As the weather gets warmer and the sun shines brighter, many of us are drawn to the outdoors. Especially during a time when visiting other places is impossible or unsafe, nature is one space we can find respite and relief.
Even when we’re outside, however, it’s important to do our part to prevent the spread of COVID-19. This means practicing social distancing, avoiding group gatherings and more.
How to prepare for your visit to the parks
- Practice good hygiene. Wash your hands before you go to the parks, and bring hand sanitizer with you in case you need it.
- Prepare for no bathrooms. Restrooms are now closed, so make sure to time your visit accordingly and prepare before you visit any of our local parks.
- Bring food and water. Must buildings that would normally sell snacks are closed, and drinking fountains are no longer operating. Make sure to pack a snack and a water bottle if you’ll need it!
- Take a trash bag. If you anticipate needing to throw anything away, like snack wrappers or dog bags, please bring a bag to carry it out of the parks.
- Check what’s open and closed. Before you go venturing to visit local parks, check out the city’s COVID-19 webpage to know what’s open and what’s closed.
Important things to remember when visiting the parks
- Don’t gather in groups. It’s no fun to have to stay away from friends and others, but right now, it’s the best way to protect the health and safety of our community. Instead of gathering in large groups, try using the parks for some personal quiet time.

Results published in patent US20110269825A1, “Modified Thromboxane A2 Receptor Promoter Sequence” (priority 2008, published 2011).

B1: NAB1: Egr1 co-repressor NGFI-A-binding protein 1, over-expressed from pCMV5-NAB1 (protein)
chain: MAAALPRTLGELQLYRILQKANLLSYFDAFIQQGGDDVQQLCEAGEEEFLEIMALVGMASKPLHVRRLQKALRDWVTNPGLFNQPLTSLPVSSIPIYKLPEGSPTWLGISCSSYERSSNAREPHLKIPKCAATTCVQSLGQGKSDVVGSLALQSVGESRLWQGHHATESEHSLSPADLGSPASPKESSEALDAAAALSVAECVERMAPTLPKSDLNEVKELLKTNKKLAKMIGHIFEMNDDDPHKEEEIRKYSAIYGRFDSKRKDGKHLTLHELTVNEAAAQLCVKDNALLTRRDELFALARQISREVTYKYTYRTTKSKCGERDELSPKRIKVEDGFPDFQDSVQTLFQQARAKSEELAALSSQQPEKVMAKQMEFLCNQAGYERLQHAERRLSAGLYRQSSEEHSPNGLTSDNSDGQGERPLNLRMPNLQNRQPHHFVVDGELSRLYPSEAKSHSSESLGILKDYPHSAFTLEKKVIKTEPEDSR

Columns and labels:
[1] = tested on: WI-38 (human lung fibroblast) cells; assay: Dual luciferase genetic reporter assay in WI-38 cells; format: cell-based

- Keep your distance. Stay at least 6 feet away from others at all times. This applies whether you’re riding your bike, walking on a trail or taking your dog to the off-leash area.
- Announce your presence. Whether you’re out for a hike or riding your bike, let people know you’re going to pass them by ringing your bell or saying “on your left” loudly. This gives everyone enough time to move out of the way to maintain proper distance.
- Walk single file when passing. If you’re walking with another person, move to a single-file line when you cross paths with others so you can keep a full 6 feet between you.
- Take your trash with you. Help keep the parks clean by taking all of your trash – including dog bags – out of the parks with you.
- Stay home if you feel sick. If you don’t feel well, have a fever or have symptoms consistent with a respiratory illness, stay home.
- Cover your mouth and nose. If you have to sneeze or cough, follow the CDC’s guidelines by coughing or sneezing into a tissue or your elbow instead of your hands.
Now more than ever, parks play an important role in our lives. They give us room to exercise and stay healthy, and they give space to simply breathe fresh air and find peace during uncertain times. Together, we can help ensure that they remain safe places for everyone.